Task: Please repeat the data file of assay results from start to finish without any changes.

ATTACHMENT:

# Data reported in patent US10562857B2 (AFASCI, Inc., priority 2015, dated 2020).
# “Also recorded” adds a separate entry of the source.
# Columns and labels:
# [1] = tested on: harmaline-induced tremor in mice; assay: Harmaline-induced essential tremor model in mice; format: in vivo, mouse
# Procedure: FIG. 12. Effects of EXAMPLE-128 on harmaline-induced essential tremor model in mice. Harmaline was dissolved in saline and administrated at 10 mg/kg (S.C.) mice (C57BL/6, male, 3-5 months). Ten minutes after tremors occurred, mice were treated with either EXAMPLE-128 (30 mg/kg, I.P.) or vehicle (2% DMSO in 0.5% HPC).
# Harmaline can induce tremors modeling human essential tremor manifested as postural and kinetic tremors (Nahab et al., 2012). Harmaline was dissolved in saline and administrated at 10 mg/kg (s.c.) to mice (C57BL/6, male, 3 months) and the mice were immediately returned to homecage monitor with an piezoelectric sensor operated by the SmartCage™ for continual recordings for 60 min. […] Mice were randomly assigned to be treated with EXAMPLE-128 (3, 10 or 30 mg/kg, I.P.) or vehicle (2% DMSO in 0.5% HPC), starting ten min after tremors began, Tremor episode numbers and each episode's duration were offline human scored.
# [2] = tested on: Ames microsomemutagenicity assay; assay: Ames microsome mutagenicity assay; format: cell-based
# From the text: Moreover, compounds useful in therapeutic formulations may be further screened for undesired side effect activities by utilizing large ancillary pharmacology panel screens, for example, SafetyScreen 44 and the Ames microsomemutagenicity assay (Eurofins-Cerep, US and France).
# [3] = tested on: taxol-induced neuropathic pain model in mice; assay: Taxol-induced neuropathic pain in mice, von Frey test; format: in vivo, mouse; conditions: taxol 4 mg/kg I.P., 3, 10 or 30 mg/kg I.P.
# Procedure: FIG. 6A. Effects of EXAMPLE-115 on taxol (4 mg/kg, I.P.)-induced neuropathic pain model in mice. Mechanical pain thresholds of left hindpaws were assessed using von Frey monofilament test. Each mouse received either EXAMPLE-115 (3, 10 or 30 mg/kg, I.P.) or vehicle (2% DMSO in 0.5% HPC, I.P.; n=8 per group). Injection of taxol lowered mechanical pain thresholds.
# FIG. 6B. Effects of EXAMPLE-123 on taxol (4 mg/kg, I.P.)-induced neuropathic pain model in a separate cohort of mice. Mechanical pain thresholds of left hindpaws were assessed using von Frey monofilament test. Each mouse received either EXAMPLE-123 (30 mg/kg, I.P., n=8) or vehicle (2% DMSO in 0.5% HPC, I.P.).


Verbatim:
# Data reported in patent US10562857B2 (AFASCI, Inc., priority 2015, dated 2020).
# “Also recorded” adds a separate entry of the source.
# Columns and labels:
# [1] = tested on: harmaline-induced tremor in mice; assay: Harmaline-induced essential tremor model in mice; format: in vivo, mouse
# Procedure: FIG. 12. Effects of EXAMPLE-128 on harmaline-induced essential tremor model in mice. Harmaline was dissolved in saline and administrated at 10 mg/kg (S.C.) mice (C57BL/6, male, 3-5 months). Ten minutes after tremors occurred, mice were treated with either EXAMPLE-128 (30 mg/kg, I.P.) or vehicle (2% DMSO in 0.5% HPC).
# Harmaline can induce tremors modeling human essential tremor manifested as postural and kinetic tremors (Nahab et al., 2012). Harmaline was dissolved in saline and administrated at 10 mg/kg (s.c.) to mice (C57BL/6, male, 3 months) and the mice were immediately returned to homecage monitor with an piezoelectric sensor operated by the SmartCage™ for continual recordings for 60 min. […] Mice were randomly assigned to be treated with EXAMPLE-128 (3, 10 or 30 mg/kg, I.P.) or vehicle (2% DMSO in 0.5% HPC), starting ten min after tremors began, Tremor episode numbers and each episode's duration were offline human scored.
# [2] = tested on: Ames microsomemutagenicity assay; assay: Ames microsome mutagenicity assay; format: cell-based
# From the text: Moreover, compounds useful in therapeutic formulations may be further screened for undesired side effect activities by utilizing large ancillary pharmacology panel screens, for example, SafetyScreen 44 and the Ames microsomemutagenicity assay (Eurofins-Cerep, US and France).
# [3] = tested on: taxol-induced neuropathic pain model in mice; assay: Taxol-induced neuropathic pain in mice, von Frey test; format: in vivo, mouse; conditions: taxol 4 mg/kg I.P., 3, 10 or 30 mg/kg I.P.
# Procedure: FIG. 6A. Effects of EXAMPLE-115 on taxol (4 mg/kg, I.P.)-induced neuropathic pain model in mice. Mechanical pain thresholds of left hindpaws were assessed using von Frey monofilament test. Each mouse received either EXAMPLE-115 (3, 10 or 30 mg/kg, I.P.) or vehicle (2% DMSO in 0.5% HPC, I.P.; n=8 per group). Injection of taxol lowered mechanical pain thresholds.
# FIG. 6B. Effects of EXAMPLE-123 on taxol (4 mg/kg, I.P.)-induced neuropathic pain model in a separate cohort of mice. Mechanical pain thresholds of left hindpaws were assessed using von Frey monofilament test. Each mouse received either EXAMPLE-123 (30 mg/kg, I.P., n=8) or vehicle (2% DMSO in 0.5% HPC, I.P.).